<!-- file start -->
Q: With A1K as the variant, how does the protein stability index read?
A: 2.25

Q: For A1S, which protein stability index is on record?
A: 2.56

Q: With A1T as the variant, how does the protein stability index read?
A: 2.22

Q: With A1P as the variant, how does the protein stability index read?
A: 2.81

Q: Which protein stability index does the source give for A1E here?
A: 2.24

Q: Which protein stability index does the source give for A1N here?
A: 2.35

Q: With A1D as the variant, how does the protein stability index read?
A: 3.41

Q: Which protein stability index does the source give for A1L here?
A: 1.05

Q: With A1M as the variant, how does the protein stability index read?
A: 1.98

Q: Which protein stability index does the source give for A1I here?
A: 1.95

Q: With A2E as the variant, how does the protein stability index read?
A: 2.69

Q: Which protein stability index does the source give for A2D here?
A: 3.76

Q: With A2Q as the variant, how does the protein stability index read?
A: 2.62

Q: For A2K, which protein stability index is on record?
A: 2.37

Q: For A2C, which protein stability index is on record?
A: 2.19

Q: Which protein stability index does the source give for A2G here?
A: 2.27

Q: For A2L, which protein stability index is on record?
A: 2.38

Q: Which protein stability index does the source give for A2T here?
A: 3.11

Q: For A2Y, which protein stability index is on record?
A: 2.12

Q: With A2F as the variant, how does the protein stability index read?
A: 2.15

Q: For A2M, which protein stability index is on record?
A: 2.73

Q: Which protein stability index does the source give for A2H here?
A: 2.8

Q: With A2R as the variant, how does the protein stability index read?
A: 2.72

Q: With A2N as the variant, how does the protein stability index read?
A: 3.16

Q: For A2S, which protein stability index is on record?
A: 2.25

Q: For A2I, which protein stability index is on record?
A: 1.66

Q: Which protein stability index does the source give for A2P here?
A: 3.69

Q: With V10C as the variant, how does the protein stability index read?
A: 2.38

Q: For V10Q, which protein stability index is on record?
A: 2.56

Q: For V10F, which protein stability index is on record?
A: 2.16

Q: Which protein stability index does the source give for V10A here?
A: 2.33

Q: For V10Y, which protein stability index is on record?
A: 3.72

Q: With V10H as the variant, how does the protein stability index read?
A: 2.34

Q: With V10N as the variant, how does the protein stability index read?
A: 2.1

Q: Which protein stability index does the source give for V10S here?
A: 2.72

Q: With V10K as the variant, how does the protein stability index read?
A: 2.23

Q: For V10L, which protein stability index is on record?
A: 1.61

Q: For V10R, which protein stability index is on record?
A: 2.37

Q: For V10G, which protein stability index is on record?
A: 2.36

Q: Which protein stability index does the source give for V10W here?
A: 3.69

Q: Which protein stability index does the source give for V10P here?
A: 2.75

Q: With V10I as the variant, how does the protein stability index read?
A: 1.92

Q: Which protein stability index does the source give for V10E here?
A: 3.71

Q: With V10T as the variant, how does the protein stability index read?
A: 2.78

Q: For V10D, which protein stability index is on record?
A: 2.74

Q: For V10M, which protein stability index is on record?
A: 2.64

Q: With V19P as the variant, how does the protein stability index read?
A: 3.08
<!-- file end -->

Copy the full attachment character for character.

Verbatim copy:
Q: With A1K as the variant, how does the protein stability index read?
A: 2.25

Q: For A1S, which protein stability index is on record?
A: 2.56

Q: With A1T as the variant, how does the protein stability index read?
A: 2.22

Q: With A1P as the variant, how does the protein stability index read?
A: 2.81

Q: Which protein stability index does the source give for A1E here?
A: 2.24

Q: Which protein stability index does the source give for A1N here?
A: 2.35

Q: With A1D as the variant, how does the protein stability index read?
A: 3.41

Q: Which protein stability index does the source give for A1L here?
A: 1.05

Q: With A1M as the variant, how does the protein stability index read?
A: 1.98

Q: Which protein stability index does the source give for A1I here?
A: 1.95

Q: With A2E as the variant, how does the protein stability index read?
A: 2.69

Q: Which protein stability index does the source give for A2D here?
A: 3.76

Q: With A2Q as the variant, how does the protein stability index read?
A: 2.62

Q: For A2K, which protein stability index is on record?
A: 2.37

Q: For A2C, which protein stability index is on record?
A: 2.19

Q: Which protein stability index does the source give for A2G here?
A: 2.27

Q: For A2L, which protein stability index is on record?
A: 2.38

Q: Which protein stability index does the source give for A2T here?
A: 3.11

Q: For A2Y, which protein stability index is on record?
A: 2.12

Q: With A2F as the variant, how does the protein stability index read?
A: 2.15

Q: For A2M, which protein stability index is on record?
A: 2.73

Q: Which protein stability index does the source give for A2H here?
A: 2.8

Q: With A2R as the variant, how does the protein stability index read?
A: 2.72

Q: With A2N as the variant, how does the protein stability index read?
A: 3.16

Q: For A2S, which protein stability index is on record?
A: 2.25

Q: For A2I, which protein stability index is on record?
A: 1.66

Q: Which protein stability index does the source give for A2P here?
A: 3.69

Q: With V10C as the variant, how does the protein stability index read?
A: 2.38

Q: For V10Q, which protein stability index is on record?
A: 2.56

Q: For V10F, which protein stability index is on record?
A: 2.16

Q: Which protein stability index does the source give for V10A here?
A: 2.33

Q: For V10Y, which protein stability index is on record?
A: 3.72

Q: With V10H as the variant, how does the protein stability index read?
A: 2.34

Q: With V10N as the variant, how does the protein stability index read?
A: 2.1

Q: Which protein stability index does the source give for V10S here?
A: 2.72

Q: With V10K as the variant, how does the protein stability index read?
A: 2.23

Q: For V10L, which protein stability index is on record?
A: 1.61

Q: For V10R, which protein stability index is on record?
A: 2.37

Q: For V10G, which protein stability index is on record?
A: 2.36

Q: Which protein stability index does the source give for V10W here?
A: 3.69

Q: Which protein stability index does the source give for V10P here?
A: 2.75

Q: With V10I as the variant, how does the protein stability index read?
A: 1.92

Q: Which protein stability index does the source give for V10E here?
A: 3.71

Q: With V10T as the variant, how does the protein stability index read?
A: 2.78

Q: For V10D, which protein stability index is on record?
A: 2.74

Q: For V10M, which protein stability index is on record?
A: 2.64

Q: With V19P as the variant, how does the protein stability index read?
A: 3.08